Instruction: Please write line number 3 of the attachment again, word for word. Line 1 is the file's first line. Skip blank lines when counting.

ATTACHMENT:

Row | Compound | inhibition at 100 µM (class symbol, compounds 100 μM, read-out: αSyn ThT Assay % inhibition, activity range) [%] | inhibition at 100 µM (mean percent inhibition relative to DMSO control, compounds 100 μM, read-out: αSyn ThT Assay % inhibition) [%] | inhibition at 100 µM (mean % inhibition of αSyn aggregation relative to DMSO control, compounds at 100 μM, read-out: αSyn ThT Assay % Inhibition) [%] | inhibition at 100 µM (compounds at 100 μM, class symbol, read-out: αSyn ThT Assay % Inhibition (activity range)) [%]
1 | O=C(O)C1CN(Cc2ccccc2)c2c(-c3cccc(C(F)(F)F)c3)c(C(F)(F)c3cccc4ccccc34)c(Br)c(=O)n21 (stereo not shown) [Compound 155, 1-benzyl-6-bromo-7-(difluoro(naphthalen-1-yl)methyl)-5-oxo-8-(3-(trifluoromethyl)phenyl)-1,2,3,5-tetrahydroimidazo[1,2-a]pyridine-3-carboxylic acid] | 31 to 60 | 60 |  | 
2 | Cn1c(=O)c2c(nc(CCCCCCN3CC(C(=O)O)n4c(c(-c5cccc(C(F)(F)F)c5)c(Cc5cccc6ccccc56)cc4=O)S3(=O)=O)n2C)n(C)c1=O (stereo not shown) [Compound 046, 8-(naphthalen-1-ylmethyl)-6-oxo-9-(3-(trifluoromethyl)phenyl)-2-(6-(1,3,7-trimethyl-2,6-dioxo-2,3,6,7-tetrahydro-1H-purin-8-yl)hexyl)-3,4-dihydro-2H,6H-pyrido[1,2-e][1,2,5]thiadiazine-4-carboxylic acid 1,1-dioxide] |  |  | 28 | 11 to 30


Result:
2 | Cn1c(=O)c2c(nc(CCCCCCN3CC(C(=O)O)n4c(c(-c5cccc(C(F)(F)F)c5)c(Cc5cccc6ccccc56)cc4=O)S3(=O)=O)n2C)n(C)c1=O (stereo not shown) [Compound 046, 8-(naphthalen-1-ylmethyl)-6-oxo-9-(3-(trifluoromethyl)phenyl)-2-(6-(1,3,7-trimethyl-2,6-dioxo-2,3,6,7-tetrahydro-1H-purin-8-yl)hexyl)-3,4-dihydro-2H,6H-pyrido[1,2-e][1,2,5]thiadiazine-4-carboxylic acid 1,1-dioxide] |  |  | 28 | 11 to 30